The Moon is Like Virgin Mary
“I always thought, oh, I want to be like the Moon."
“Certainly there’s a tremendous amount of lure around it, but it’s also just one of the most beautiful things that you can see in the night sky,” says the legendary American artist Kiki Smith of the Moon. Watch her share her love for the pearl-like “shimmering image” in the sky, which often appears in her work. Read more …
Smith compares the Moon to the Virgin Mary: “It’s something that you can address. The sun is more ferocious; you can’t like look it in the eye, whereas the Moon you can put all your longing and prayers and sadness and, you know, everything in it.” As a child, the reflective light of the moon – from the sun – also made her think about God as being the sun and people as reflections of it: “I always thought, oh, I want to be like the Moon. I want to be … the evidence on earth. Which is an odd way for a contemporary person to think, but it’s sort of how I am anyway.” Smith also talks about how she has used the Moon in her work – from paper balloon sculptures to paintings on glass of the Blood Moon: “It’s reflecting the blood on this planet. The Blood Moon is reflecting our carnage.” Finally, the artist shows us her blue tattoos of star constellations of Corvus (the Crow) and Columba (the Dove): “They’re like my boxing gloves, hitting the world.”
Kiki Smith (b.1954) is a German-born American artist. Since the 1980s, Smith has been known for her multidisciplinary practice and figural representations of mortality, abjection, and sexuality. In her work, she often examines the body and bodily fluids, such as blood, semen, and bile in carefully crafted, surreal sculptures. Smith’s works are held in the collections of the Art Institute of Chicago, the Whitney Museum of American Art in New York, and the Walker Art Center in Minneapolis, among others, and has been featured at five Venice Biennales. Moreover, she has been the subject of numerous solo exhibitions worldwide. Smith’s many accolades include Time Magazine’s ‘Time 100: The People Who Shape Our World’ in 2006, Women in the Arts Award from the Brooklyn Museum (2009), the U.S. State Department Medal of Arts (2012) (conferred by Hilary Clinton), and the International Sculpture Center’s Lifetime Achievement in Contemporary Sculpture Award. She lives and works in New York City.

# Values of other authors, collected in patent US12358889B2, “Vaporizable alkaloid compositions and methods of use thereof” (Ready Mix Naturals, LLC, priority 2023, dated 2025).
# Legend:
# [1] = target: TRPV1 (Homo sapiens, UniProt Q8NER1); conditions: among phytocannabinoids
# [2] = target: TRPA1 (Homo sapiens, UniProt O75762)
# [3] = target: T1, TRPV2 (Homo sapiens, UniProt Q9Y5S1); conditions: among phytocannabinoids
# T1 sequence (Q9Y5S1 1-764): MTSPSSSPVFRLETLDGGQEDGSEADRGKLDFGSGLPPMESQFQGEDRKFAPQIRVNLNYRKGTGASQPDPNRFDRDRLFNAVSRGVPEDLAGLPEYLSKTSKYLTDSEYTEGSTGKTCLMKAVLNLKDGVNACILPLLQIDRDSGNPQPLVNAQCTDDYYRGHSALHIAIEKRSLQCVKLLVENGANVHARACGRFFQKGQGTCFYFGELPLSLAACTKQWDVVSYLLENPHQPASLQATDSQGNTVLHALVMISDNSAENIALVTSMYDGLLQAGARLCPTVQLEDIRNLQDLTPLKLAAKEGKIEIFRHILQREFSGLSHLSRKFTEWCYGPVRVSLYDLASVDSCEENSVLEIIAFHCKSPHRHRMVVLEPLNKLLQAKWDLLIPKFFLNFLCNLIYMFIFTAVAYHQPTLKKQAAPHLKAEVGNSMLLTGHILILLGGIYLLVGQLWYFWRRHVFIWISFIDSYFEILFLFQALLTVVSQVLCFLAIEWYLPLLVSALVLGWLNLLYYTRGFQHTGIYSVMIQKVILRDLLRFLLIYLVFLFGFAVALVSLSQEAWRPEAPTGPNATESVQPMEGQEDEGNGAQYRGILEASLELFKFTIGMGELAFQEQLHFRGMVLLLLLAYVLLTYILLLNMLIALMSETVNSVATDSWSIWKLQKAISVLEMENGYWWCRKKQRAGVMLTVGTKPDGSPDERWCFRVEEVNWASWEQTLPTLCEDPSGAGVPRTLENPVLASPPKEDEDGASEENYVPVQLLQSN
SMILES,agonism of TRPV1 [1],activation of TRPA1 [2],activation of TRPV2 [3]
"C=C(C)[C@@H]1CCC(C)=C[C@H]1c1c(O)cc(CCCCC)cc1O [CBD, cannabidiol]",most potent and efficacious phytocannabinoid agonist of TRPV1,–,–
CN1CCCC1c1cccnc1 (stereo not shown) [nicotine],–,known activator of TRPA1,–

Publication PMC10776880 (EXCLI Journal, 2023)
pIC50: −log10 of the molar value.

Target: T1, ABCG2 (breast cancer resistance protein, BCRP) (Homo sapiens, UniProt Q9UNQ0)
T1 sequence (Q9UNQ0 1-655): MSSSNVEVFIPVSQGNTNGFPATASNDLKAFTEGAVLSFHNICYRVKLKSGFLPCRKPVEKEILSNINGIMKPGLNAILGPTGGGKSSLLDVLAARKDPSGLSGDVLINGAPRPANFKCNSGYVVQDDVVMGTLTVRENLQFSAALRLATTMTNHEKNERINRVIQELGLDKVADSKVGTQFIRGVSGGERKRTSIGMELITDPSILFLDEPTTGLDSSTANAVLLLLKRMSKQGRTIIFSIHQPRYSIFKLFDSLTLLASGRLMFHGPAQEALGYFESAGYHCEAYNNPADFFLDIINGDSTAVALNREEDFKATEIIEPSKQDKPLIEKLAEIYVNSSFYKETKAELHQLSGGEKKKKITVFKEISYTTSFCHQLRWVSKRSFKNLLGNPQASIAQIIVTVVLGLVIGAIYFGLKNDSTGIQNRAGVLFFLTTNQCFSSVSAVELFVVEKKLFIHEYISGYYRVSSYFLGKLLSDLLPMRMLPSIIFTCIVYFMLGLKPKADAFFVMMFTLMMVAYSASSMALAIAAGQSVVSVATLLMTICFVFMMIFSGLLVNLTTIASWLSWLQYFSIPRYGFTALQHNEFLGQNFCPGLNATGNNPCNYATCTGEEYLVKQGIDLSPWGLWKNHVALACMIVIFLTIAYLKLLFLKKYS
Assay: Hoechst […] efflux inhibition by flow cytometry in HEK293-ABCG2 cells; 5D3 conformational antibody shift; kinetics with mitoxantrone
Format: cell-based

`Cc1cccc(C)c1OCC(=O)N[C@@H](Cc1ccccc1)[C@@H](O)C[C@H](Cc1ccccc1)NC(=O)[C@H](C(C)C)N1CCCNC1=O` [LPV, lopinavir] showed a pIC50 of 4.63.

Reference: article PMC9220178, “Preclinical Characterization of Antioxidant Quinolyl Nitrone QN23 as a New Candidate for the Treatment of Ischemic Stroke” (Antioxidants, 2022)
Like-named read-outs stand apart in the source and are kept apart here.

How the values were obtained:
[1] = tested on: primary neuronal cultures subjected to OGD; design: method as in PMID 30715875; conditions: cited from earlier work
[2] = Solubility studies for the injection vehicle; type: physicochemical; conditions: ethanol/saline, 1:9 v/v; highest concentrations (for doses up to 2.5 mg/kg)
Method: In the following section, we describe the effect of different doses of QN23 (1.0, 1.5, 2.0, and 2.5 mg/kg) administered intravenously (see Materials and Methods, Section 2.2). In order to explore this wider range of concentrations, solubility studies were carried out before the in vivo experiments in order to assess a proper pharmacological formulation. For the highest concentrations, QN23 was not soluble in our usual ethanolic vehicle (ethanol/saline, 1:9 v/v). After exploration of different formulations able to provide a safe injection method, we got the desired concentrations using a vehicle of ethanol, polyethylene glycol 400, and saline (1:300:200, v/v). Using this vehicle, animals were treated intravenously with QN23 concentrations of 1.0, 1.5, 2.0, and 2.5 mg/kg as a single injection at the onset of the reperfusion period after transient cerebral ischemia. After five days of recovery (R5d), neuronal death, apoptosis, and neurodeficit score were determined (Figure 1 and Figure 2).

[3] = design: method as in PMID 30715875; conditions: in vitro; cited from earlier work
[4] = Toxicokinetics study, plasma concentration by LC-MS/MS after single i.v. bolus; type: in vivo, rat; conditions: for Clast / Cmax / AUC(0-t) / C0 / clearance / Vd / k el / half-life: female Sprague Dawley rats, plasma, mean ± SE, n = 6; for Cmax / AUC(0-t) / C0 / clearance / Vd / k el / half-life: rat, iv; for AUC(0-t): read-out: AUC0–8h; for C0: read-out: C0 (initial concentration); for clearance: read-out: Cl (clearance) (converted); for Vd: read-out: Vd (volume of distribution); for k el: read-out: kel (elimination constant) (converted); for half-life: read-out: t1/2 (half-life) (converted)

Kiki Smith was interviewed by Christian Lund at Kiki Smith’s home in New York in October 2018.
Camera: Matthew Kohn
Edited by Kasper Bech Dyg
Produced by Christian Lund
Cover photo: Detail from ‘Blue Moon 1’ (2011) by Kiki Smith. Courtesy of the artist
Copyright: Louisiana Channel, Louisiana Museum of Modern Art, 2020
Supported by Nordea-fonden
Becoming Paul McCarthy
On the influential and groundbreaking contemporary American artist